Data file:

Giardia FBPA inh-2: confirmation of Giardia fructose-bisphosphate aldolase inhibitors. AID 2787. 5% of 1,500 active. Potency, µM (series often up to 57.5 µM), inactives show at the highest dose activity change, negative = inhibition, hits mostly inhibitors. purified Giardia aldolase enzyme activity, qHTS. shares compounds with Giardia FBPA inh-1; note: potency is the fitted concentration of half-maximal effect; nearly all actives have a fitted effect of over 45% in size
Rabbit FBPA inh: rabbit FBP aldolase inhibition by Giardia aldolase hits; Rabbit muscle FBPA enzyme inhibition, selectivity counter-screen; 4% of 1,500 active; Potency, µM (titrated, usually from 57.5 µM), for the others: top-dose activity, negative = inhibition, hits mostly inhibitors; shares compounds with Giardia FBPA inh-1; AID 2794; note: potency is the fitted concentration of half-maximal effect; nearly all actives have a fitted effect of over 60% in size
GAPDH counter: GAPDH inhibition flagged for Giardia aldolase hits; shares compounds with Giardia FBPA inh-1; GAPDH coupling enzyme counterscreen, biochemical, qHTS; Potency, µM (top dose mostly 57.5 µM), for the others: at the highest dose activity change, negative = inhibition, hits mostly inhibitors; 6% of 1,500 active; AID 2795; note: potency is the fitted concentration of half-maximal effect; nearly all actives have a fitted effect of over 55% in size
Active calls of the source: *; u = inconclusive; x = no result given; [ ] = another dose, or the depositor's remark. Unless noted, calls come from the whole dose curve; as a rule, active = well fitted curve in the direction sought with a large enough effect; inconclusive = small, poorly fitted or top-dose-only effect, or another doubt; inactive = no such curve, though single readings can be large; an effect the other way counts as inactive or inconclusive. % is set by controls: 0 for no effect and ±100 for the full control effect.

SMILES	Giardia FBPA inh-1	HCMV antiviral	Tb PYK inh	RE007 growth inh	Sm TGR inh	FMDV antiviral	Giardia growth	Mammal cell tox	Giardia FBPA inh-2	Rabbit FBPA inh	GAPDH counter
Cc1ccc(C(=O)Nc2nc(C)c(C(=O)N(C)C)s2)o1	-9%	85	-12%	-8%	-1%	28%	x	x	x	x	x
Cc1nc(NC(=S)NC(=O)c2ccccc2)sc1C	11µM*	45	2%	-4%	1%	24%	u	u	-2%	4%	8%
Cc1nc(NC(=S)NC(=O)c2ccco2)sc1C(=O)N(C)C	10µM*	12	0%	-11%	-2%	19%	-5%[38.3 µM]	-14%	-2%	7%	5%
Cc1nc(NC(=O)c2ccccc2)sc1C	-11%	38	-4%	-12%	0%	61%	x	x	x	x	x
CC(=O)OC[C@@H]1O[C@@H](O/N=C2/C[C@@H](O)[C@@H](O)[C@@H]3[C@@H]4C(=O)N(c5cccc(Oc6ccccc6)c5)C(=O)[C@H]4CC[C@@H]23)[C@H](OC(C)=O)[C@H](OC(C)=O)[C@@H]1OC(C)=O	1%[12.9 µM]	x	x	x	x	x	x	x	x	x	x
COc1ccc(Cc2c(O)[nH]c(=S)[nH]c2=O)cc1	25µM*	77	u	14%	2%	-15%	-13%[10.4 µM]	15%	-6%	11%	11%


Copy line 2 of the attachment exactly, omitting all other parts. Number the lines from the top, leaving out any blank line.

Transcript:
Rabbit FBPA inh: rabbit FBP aldolase inhibition by Giardia aldolase hits; Rabbit muscle FBPA enzyme inhibition, selectivity counter-screen; 4% of 1,500 active; Potency, µM (titrated, usually from 57.5 µM), for the others: top-dose activity, negative = inhibition, hits mostly inhibitors; shares compounds with Giardia FBPA inh-1; AID 2794; note: potency is the fitted concentration of half-maximal effect; nearly all actives have a fitted effect of over 60% in size